This film deserves its place in cinematic history for two reasons. Firstly, it was Lee’s debut in Hong Kong Action Cinema introducing the East to the “little dragon” and secondly, redefined the genre in terms of fight chorography and the since widely used “revenge” storyline.
Lee’s character is a Chinese country bumpkin, seemingly placid and quiet, refusing to fight when trouble presents itself. This display of patience is explained as a result of a promise he made to his family not to fight, of which he is constantly reminded by a Jade emblem around his neck. As the story progresses Lee’s patience wears increasingly thin with the brutal regime of bosses at the ice factory where he works, and in a confrontation his necklace is snapped, allowing Bruce?s inner dragon to be unleashed, demonstrating for the first time the now trademark Jeet Kune Do and passionate fighting screams.
The final reel of the film is pure energy and a masterful display of martial arts as Bruce goes one-on-one with the factory owner (the titular “Big Boss” and also the movie’s choreographer!), showcasing some of the best action ever committed to celluloid at that time.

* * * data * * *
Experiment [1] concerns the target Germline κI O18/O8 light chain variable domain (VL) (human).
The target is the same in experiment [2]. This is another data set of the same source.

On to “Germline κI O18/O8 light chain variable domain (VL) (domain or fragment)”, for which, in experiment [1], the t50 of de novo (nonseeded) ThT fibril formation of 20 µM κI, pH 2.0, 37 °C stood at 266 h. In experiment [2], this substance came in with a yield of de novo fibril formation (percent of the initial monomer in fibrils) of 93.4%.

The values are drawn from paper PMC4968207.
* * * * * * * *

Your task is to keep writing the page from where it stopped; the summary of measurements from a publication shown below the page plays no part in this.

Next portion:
Surprisingly, for such a low budget movie featuring an unknown, ‘The Big Boss’ broke all box office records across the East immediately elevating Lee to cult status, and gave the people a new hero while simultaneously breathing new life into the Kung Fu genre. Unfortunately, the boom of martial arts movies created by this film and Bruce Lee in particular, was just as quickly quashed by his death, leaving us all to wonder how fight choreography would have developed if he had lived even 10 years longer.
All in all, this is a classic martial arts film, if a little rough around the edges and is an essential purchase now that it is available in a restored uncut form throughout Europe. Of note, Bruce’s follow up ‘Fist of Fury’ in 1972 is even better, as Lee was allowed more creativity with the action scenes and also famously inspired the equally popular ‘Fist of Legend’ with Jet Li, all of which are must have movies.